Haas said she sees the issue "as rather than losing Utah's allocations, how can Utah prudently develop its entitlement to the river?"
"Utah is entitled to 23% of the available supply allocated to the Upper Basin, and I think that the challenge for Utahns that both use Colorado River water and are stakeholders when it comes to Colorado River water is how to be wise stewards, frankly, of the resource especially in light of some of the challenges we're facing on the river. So I think of it more as, how does Utah maximize its opportunities to develop that 23% rather than the prospects of losing it," Haas said.
Lake Powell at historic low
Haas is stepping into her role even as Lake Powell's water is at a record-low level. It's 34% full now, she said, calling it "frighteningly" low.
"It's about 35 feet above an elevation where the federal government together with the states (Colorado, Wyoming, New Mexico and Utah) will develop a plan to operate the reservoir such that the states can meet their obligations under a 100-year-old agreement and also that hydropower generation, which is a very important feature of Lake Powell, can be maintained and will not be jeopardized," she said.
If the lake reaches that critical level, the Bureau of Reclamation will go in and shore up its elevations, according to Haas.
Haas was involved in developing the federally authorized drought contingency plan for the Upper Basin of the Colorado River, which is now being deployed. The plan includes releasing water from federal reservoirs upstream of Lake Powell to store and use in Lake Powell, enhancing cloud seeding, removal of non-native vegetation and additional conservation measures.
"I think things are getting very interesting on this river, and we are to some degree in uncharted territory," Haas said.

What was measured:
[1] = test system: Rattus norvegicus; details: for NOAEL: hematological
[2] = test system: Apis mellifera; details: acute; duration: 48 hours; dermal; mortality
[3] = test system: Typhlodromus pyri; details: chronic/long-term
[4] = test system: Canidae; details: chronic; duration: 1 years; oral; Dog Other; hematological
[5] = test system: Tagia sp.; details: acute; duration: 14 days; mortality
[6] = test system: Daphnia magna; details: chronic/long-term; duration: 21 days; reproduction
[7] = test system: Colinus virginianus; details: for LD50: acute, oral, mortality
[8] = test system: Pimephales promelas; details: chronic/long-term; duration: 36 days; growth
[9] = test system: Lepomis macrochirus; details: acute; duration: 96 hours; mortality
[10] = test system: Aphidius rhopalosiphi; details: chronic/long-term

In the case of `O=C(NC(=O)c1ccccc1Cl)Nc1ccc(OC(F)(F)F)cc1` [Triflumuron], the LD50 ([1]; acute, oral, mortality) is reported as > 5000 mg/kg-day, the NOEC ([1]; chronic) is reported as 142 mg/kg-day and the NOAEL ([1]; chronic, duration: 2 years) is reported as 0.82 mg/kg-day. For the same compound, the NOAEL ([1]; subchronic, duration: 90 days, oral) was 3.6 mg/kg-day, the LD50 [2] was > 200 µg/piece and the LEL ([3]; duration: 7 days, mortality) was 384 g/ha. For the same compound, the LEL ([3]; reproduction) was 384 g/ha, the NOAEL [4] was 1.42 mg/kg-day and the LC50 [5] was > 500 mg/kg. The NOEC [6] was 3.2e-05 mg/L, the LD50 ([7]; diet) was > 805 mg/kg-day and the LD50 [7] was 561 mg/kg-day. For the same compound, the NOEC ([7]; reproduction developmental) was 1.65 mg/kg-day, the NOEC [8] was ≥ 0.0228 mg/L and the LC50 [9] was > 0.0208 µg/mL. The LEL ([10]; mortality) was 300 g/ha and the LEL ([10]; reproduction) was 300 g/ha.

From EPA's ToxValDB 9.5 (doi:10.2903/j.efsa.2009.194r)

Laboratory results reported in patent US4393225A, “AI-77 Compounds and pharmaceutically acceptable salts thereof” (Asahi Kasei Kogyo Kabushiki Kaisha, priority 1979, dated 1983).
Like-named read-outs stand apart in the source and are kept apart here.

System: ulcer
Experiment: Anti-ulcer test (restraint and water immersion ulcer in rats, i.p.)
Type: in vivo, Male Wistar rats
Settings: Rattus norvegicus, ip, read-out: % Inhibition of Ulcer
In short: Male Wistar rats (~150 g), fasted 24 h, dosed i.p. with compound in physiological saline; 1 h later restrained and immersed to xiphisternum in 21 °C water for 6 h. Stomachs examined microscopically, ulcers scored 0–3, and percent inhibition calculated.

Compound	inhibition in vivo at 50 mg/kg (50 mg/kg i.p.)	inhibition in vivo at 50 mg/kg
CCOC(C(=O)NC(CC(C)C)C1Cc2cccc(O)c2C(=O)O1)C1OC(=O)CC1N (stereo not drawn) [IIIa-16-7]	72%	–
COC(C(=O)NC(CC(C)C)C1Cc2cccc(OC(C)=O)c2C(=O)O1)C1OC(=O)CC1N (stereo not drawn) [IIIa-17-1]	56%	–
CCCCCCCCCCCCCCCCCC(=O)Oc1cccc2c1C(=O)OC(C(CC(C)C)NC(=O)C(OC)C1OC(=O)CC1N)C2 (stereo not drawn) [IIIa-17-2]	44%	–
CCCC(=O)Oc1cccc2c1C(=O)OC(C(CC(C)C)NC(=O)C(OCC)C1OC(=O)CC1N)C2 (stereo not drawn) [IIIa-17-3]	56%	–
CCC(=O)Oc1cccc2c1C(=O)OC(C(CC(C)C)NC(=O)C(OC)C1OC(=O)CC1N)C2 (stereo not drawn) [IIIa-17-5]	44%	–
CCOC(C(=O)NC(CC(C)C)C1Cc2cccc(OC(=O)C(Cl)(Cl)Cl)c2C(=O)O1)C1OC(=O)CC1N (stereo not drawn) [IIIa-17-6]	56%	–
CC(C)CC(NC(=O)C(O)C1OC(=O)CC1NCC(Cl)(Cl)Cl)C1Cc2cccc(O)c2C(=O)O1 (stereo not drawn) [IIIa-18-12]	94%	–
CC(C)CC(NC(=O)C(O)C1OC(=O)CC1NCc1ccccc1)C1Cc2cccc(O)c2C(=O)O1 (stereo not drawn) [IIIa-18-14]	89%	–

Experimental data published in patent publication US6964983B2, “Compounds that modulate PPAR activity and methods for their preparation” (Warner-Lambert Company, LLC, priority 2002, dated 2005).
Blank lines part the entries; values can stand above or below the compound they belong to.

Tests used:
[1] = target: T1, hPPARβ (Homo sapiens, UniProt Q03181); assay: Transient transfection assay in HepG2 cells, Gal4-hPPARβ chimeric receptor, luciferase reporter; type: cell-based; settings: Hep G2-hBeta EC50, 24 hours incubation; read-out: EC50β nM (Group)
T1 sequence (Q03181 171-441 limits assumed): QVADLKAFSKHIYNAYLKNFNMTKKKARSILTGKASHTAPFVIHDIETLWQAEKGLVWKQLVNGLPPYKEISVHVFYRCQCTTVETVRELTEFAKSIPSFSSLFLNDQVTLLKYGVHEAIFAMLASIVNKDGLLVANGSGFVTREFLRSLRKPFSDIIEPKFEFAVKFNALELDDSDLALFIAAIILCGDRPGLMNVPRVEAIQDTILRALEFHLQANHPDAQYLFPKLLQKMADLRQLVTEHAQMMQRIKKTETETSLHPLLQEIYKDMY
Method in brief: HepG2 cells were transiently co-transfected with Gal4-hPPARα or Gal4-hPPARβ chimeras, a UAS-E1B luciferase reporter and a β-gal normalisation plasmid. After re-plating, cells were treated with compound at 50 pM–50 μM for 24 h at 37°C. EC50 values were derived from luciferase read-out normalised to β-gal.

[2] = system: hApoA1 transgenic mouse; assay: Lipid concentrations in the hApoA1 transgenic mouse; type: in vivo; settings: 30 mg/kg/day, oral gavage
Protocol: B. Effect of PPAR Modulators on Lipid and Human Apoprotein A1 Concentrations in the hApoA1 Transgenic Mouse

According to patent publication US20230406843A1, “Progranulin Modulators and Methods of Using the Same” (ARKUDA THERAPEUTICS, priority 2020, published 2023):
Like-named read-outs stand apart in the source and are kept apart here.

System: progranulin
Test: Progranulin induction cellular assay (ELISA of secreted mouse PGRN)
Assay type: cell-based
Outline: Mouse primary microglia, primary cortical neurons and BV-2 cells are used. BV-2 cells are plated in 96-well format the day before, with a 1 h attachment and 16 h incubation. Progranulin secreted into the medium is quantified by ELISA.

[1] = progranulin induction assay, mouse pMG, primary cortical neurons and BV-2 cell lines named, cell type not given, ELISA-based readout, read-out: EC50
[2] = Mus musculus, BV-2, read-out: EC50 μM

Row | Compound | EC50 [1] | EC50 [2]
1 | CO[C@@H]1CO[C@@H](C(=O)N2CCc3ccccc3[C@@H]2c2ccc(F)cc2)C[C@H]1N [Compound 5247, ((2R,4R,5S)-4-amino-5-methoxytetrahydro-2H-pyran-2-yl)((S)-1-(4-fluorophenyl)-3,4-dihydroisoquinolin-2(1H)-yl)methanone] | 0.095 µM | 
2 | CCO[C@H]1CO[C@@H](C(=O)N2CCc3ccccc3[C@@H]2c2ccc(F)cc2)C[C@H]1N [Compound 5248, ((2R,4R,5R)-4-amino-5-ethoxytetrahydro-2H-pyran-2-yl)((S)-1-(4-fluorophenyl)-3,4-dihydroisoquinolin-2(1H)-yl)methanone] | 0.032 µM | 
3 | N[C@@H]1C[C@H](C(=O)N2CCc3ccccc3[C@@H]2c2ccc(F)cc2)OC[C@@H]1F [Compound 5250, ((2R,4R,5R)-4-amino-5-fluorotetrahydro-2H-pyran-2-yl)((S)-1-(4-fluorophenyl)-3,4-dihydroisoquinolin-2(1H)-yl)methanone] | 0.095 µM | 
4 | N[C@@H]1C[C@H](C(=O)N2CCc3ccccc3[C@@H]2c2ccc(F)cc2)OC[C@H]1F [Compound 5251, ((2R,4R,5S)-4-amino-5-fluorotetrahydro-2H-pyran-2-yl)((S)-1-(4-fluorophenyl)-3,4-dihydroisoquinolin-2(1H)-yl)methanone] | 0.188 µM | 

Her current job within the Upper Colorado River Commission has included supporting the entitlements and obligations of Utah, Wyoming, New Mexico and Colorado under the 1922 Colorado River Compact and 1948 Upper Colorado River Basin Compact, as well as making findings regarding how water shortages impact those entitlements.
"Because the future of the river is so uncertain and we're constantly having to adapt, we have learned lessons during this drought of record. We're seeing some of the lowest hydrology we've ever seen — we are constantly having to problem-solve — and the way that kind of manifests itself is through negotiated agreements that basically dictate how the river will be operated and managed and coordinated among the states," Haas explained.
She's optimistic that the states in the U.S. and Mexico with interests in the river will continue working closely together on its management, as they have done in the past — and that that collaboration will increase due to current conditions. For example, Mexico recently partnered with the Basin states and federal government to take shortages in its allocation of the river, which Haas said helped water managers address constraints.
In her new role, Haas said she plans to be transparent in sharing with residents the work of the authority, and she hopes to promote good water stewardship.
"And we have to be mindful about water use, we have to be responsible when it comes to conservation, and I think it's a shared resource but it's one that we really need to guard and to protect to the extent we can. And I think wise water management really plays a role in that," she said.